Iditarod

Photos: Badass women who made history in the Iditarod

Friday is International Women’s Day. We’re also in the middle of Iditarod madness.

To celebrate this confluence of events, here’s a look at some of the badass women who made history in the Iditarod Trail Sled Dog Race, which tests the spirits and bodies of tough-as-nails long-distance mushers each year.

Iditarod, Libby Riddles

Libby Riddles

Libby Riddles was the first woman to win the Iditarod, back in 1985. That year, she and her dog team braved a blizzard out of Shaktoolik in a daring move that sealed her place in race history. Her victory kicked off a four-year run of Iditarod victories by women.

Susan Butcher

Susan Butcher

Susan Butcher dominated the Iditarod in the late 1980s, winning in 1986, 1987, 1988 and 1990. What happened in 1989? She came in second place — finishing less than an hour after that year’s winner, Joe Runyan. Butcher finished in the top five in 12 of the 17 years she ran the race, and in 1979 was also part of the first ascent of Denali by dog team.

170304, 3/4/17, Anchorage, Alaska, Iditarod Trail Sled Dog Race, ceremonial start, Cordova Street, hill

DeeDee Jonrowe

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DeeDee Jonrowe has finished 32 of her 36 Iditarods, more than any other woman. She has 16 top-10 finishes, including two as runner-up. Between 1980 and 2018, Jonrowe missed just three races, even in the face of a major car accident, breast cancer, the passing of her parents and a wildfire that destroyed her home in Willow. You couldn’t miss her on the trail: Pink became her signature color.

Mary Sheilds

Mary Shields and Lolly Medley

In 1974, the second Iditarod, Fairbanks’ Mary Shields and Nenana’s Lolly Medley made history as the first two women to run in the race. Shields finished in 23rd place — the first woman to complete the Iditarod — and Medley finished 25th. Shields recounted how she found more encouragement in the checkpoint of Nulato during the ’74 race: "I learned men were betting on which checkpoint the women would drop out at, and every time we left (a checkpoint), there were women raking in money, " she said. “Those women were on my sled, too. I had to keep going for them.”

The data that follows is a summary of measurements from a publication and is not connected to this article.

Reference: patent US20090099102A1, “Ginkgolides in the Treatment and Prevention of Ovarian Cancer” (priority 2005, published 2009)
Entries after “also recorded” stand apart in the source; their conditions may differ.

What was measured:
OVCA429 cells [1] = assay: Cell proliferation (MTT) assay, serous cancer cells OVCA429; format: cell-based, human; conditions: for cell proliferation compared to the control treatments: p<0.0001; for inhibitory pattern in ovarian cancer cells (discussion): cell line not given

Rachael Scdoris

Rachael Scdoris

Rachael Scdoris became the first legally blind musher to complete the Iditarod in 2006, when she finished 57th. She completed the race twice in four attempts, adding a 45th-place finish in 2009.

And in this year’s race, there’s no shortage of Iditarod powerhouses carrying on the legacy established by the female pioneers above. Below are just a few of them:

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Aliy Zirkle

Two Rivers musher Aliy Zirkle, who’s been racing near the front of the pack in this year’s race, has completed the Iditarod 18 times. She’s finished in second place three straight times, in 2012, 2013 and 2014, which was then followed by three consecutive top-10 finishes. She has the best race record among the women competing in the 2019 Iditarod.

Iditarod 2013 Jessie Royer mushes up Rainy Pass

Jessie Royer

Jessie Royer, who’s been hanging out in the top 10 for much of this year’s race, has completed 16 Iditarods, with her best finish coming in 2015 at fourth place. The Fairbanks musher recorded six top-10 finishes, and has never placed below 21st.

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Cindy Gallea

Cindy Gallea of Wykoff, Minnesota, has completed 12 of 14 Iditarods, with her first race in 1998 resulting in a 48th-place finish.

2017 Iditarod Trail Sled Dog Race, Kristy Berington, Ruby, Yukon River

Kristy Berington

Knik musher Kristy Berington has competed in the Iditarod each year since 2010, with her best finishes coming in 2011 and 2015 at 29th place.

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Anna Berington

Anna Berington, who operates a Knik kennel with twin sister Kristy, has finished every Iditarod since 2012 and finished in 22nd place last year.

Vicky Ho

Vicky Ho is the ADN's managing editor. An avid hiker and skier, she also wrote Cautionary Tales, a column about lessons learned the hard way in the Alaska outdoors. Contact her at vho@adn.com.

Beth Bragg

Beth Bragg wrote about sports and other topics for the ADN for more than 35 years, much of it as sports editor. She retired in October 2021. She's contributing coverage of Alaskans involved in the 2022 Winter Olympics.

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